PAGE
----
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Election Year: 1961
Scientific Discipline: Plant, Soil, and Microbial Sciences
Membership Type: Member
Biochemist R. H. Burris outlined various enzymatic mechanisms in plants and bacteria. He defined the pathway through which atmospheric nitrogen is fixed into ammonia—a renewable fertilizer source—by bacteria (rhizobia) in the root nodules of plants. This had important agricultural implications because the fixation system could be improved for more effective large-scale crop yields.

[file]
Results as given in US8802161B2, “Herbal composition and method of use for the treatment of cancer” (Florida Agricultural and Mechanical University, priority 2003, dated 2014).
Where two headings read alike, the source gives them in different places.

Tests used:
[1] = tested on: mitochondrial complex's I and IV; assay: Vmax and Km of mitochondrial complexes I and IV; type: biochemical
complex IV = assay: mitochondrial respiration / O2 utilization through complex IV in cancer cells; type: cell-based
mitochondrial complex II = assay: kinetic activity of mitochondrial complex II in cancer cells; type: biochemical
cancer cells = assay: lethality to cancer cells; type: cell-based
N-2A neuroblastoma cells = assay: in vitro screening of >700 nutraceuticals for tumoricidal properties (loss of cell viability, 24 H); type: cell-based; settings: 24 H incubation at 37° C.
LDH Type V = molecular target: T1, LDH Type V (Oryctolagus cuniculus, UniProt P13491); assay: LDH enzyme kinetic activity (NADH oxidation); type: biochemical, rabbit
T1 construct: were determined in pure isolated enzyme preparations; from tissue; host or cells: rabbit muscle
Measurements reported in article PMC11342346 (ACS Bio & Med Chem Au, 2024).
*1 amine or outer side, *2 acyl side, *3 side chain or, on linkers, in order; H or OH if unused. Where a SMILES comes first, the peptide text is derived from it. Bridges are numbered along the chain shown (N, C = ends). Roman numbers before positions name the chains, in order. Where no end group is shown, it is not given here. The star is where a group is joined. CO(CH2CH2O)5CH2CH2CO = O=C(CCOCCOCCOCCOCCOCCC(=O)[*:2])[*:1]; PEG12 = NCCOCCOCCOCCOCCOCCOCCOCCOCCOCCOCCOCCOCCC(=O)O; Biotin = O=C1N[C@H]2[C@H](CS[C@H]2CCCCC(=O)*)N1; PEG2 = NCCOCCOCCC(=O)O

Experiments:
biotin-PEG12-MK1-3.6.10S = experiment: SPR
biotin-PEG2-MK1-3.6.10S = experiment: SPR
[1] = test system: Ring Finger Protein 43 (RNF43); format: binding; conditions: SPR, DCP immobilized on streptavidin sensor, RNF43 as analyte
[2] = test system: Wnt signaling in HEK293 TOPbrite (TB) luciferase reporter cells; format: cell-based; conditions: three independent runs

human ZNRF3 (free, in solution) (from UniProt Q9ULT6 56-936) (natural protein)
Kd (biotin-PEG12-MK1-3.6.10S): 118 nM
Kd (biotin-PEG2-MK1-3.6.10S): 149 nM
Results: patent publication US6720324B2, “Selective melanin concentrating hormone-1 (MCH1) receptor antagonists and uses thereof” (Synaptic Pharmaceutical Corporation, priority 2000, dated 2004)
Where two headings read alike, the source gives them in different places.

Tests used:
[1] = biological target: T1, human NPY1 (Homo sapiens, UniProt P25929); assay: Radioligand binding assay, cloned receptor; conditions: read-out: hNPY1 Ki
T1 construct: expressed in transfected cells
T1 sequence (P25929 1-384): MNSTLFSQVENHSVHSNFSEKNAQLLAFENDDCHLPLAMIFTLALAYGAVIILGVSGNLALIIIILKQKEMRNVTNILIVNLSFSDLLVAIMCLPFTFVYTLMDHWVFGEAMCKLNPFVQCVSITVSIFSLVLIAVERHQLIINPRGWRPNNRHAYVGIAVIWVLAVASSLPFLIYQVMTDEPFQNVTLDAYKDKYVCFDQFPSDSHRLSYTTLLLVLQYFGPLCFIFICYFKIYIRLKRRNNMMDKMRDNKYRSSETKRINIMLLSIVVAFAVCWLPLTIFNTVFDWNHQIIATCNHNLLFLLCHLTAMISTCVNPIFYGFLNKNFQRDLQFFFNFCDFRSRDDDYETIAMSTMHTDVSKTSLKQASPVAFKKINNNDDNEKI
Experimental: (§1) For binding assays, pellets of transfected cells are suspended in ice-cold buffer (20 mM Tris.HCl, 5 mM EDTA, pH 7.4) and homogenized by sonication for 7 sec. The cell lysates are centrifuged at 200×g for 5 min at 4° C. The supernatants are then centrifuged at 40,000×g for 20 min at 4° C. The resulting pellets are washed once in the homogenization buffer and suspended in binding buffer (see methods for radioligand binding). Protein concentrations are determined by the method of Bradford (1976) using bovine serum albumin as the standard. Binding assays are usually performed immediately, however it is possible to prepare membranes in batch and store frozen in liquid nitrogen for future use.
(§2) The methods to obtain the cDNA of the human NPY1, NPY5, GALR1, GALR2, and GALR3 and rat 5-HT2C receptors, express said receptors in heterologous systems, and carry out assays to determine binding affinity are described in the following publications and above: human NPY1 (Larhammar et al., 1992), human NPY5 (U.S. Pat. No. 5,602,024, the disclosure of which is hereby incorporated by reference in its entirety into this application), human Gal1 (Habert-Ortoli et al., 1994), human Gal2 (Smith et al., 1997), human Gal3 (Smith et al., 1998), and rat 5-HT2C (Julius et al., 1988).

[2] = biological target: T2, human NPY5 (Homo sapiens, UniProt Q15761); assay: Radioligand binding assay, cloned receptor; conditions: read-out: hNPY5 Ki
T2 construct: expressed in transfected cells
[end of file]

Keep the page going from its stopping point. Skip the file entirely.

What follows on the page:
After earning his B.S. from South Dakota State College in 1936, he received his M.S. and PhD from the University of Wisconsin in 1938. He was a National Research Council Fellow at Columbia University where he studied plant biochemistry. In 1941 he began his long career at the University of Wisconsin where he taught bacteriology and biochemistry, becoming a Professor and Chairman of the Biochemistry department in 1958. From 1960 to 1977 he was appointed by the US State Department to evaluate biochemistry and biological nitrogen fixation internationally. He was also the recipient of the National Medal of Science.